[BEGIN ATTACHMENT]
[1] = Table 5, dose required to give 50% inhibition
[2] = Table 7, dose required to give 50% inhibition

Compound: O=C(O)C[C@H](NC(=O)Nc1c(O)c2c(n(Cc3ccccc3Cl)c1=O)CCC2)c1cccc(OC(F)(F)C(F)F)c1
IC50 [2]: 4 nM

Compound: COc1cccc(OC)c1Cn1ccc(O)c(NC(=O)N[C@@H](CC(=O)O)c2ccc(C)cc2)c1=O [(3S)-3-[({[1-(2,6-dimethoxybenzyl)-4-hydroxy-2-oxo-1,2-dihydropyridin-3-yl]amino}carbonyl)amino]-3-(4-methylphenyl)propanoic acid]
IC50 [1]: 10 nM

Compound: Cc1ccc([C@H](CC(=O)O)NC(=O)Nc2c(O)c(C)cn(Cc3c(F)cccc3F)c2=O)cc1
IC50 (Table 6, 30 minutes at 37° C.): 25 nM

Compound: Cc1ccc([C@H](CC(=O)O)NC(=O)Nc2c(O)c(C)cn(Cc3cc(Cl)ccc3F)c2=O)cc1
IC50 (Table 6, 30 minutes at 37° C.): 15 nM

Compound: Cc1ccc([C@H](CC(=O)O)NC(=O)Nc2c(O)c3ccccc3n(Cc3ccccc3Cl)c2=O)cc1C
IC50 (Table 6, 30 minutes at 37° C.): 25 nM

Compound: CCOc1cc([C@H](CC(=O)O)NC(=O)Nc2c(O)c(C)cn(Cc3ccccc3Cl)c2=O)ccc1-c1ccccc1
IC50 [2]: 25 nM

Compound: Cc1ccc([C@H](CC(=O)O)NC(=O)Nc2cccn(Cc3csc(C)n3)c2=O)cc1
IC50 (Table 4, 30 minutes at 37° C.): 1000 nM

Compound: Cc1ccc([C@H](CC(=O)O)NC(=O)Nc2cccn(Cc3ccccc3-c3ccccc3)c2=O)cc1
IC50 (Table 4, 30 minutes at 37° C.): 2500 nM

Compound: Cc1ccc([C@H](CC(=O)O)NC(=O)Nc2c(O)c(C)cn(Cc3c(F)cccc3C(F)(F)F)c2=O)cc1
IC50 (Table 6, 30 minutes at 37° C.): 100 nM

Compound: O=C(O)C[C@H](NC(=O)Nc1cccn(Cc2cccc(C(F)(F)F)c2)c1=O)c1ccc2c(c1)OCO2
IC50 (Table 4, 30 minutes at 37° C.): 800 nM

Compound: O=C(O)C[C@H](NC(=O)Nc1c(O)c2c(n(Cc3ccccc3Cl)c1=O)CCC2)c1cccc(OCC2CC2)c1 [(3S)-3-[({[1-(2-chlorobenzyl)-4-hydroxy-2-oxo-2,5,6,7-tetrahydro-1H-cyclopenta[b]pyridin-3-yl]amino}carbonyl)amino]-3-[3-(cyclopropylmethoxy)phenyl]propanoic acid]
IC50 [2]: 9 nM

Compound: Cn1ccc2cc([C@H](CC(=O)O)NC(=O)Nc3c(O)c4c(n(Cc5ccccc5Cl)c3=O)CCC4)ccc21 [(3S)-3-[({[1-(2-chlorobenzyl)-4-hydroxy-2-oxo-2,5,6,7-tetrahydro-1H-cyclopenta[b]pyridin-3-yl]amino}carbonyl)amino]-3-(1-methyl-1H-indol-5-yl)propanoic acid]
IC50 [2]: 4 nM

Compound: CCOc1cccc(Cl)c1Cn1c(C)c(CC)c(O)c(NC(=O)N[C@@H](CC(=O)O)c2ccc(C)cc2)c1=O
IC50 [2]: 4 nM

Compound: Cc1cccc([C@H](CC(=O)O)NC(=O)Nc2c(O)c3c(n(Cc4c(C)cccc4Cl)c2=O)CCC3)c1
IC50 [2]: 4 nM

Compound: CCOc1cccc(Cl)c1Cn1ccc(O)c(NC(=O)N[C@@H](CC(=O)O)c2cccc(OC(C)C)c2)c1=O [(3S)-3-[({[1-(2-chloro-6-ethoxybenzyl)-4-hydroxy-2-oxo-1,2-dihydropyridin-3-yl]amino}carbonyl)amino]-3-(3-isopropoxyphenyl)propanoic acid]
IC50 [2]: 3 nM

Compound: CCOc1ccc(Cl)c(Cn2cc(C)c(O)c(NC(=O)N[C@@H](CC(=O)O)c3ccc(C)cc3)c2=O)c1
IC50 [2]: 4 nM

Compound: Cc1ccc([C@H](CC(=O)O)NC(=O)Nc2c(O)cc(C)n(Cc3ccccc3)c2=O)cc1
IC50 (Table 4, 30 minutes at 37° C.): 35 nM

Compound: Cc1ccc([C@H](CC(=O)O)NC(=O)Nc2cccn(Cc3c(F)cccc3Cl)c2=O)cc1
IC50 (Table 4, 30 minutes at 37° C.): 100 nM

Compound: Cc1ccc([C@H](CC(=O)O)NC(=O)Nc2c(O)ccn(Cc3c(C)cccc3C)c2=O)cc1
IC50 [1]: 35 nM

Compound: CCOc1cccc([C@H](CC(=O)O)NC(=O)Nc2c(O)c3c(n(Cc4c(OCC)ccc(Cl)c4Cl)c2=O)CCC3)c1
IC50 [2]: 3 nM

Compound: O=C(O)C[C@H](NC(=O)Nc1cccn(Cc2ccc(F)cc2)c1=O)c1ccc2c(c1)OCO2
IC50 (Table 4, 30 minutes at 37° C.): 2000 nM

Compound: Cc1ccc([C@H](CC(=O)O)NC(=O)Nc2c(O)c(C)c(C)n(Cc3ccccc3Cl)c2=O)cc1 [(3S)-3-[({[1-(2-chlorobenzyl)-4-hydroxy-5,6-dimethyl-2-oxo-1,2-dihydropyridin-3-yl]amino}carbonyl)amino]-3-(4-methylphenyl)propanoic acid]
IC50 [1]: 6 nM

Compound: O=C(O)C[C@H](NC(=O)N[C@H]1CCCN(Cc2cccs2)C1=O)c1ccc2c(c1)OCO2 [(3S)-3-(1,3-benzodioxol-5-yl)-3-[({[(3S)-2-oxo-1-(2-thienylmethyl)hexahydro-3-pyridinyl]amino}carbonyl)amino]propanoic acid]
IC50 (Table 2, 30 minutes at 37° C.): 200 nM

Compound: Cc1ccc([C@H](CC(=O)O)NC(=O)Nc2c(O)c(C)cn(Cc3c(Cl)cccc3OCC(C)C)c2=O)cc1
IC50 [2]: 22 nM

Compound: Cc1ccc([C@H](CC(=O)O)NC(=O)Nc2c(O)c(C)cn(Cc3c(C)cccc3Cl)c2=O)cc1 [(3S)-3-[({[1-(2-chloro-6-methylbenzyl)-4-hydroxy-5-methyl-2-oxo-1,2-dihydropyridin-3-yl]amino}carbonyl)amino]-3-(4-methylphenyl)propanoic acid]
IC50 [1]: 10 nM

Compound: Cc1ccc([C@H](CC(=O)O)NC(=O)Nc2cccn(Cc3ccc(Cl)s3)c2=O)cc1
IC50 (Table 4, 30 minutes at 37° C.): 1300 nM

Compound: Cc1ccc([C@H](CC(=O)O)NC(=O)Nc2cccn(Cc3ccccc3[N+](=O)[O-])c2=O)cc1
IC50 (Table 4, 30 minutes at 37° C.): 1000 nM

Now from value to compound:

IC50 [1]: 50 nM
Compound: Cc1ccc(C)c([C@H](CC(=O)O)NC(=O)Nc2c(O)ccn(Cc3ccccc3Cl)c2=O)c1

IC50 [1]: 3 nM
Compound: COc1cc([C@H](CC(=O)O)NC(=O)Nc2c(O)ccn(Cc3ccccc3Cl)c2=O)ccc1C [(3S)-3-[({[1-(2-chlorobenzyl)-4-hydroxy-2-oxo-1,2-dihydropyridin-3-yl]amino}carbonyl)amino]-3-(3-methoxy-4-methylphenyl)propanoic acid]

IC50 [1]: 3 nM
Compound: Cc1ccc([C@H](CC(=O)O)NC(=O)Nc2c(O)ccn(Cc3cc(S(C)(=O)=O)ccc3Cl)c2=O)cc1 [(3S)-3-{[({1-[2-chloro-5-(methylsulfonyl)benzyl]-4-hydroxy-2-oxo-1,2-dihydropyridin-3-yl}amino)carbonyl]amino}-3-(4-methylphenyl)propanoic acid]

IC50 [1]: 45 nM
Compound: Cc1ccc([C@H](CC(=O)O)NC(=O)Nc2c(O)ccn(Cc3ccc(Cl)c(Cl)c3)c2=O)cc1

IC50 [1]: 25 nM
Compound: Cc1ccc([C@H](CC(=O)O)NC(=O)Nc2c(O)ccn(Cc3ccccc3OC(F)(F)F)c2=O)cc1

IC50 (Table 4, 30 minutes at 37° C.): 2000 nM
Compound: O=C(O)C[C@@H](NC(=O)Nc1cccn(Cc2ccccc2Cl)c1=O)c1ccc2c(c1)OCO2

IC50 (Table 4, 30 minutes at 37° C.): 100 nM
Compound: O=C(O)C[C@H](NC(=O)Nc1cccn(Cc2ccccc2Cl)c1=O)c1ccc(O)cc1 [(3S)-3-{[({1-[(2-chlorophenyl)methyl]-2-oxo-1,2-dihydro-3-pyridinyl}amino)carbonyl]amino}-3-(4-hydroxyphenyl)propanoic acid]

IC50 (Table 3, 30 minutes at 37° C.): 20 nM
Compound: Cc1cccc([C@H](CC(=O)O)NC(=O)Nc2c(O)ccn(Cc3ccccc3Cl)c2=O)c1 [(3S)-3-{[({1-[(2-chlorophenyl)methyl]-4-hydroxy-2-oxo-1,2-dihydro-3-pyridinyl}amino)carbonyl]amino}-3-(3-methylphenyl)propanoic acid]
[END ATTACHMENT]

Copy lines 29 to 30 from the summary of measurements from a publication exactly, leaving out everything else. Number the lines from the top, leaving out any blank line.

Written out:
Compound: Cc1cccc([C@H](CC(=O)O)NC(=O)Nc2c(O)c3c(n(Cc4c(C)cccc4Cl)c2=O)CCC3)c1
IC50 [2]: 4 nM